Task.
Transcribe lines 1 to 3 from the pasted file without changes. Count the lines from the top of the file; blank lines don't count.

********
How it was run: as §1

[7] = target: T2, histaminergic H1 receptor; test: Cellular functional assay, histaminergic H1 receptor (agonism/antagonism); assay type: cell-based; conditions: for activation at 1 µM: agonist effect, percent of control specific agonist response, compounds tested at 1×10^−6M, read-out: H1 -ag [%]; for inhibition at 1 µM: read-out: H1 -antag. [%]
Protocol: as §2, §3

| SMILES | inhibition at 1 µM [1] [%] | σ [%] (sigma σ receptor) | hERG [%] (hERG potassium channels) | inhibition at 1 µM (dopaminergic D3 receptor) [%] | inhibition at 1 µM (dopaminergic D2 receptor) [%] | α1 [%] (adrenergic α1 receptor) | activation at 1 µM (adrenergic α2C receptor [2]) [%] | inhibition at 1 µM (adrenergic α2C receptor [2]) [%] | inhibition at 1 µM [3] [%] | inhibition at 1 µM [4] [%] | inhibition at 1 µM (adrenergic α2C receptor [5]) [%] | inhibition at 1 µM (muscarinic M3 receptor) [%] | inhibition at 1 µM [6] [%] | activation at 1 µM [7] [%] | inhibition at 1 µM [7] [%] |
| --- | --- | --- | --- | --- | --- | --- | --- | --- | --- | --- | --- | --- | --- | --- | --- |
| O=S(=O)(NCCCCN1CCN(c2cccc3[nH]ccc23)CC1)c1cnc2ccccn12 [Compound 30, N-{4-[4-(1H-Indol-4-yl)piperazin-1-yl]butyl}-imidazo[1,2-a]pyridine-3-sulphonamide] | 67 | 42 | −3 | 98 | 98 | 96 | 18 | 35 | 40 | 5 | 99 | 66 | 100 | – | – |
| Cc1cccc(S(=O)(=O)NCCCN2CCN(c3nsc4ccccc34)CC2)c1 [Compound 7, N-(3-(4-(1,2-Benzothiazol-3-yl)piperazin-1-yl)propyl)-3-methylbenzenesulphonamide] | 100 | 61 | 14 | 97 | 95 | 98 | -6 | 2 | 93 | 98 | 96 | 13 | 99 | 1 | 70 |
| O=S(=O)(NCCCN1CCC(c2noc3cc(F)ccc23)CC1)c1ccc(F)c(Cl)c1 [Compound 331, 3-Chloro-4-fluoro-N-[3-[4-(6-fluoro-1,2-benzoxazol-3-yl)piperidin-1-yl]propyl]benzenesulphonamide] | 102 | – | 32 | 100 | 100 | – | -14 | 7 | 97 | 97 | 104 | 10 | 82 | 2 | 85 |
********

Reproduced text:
How it was run: as §1

[7] = target: T2, histaminergic H1 receptor; test: Cellular functional assay, histaminergic H1 receptor (agonism/antagonism); assay type: cell-based; conditions: for activation at 1 µM: agonist effect, percent of control specific agonist response, compounds tested at 1×10^−6M, read-out: H1 -ag [%]; for inhibition at 1 µM: read-out: H1 -antag. [%]
Protocol: as §2, §3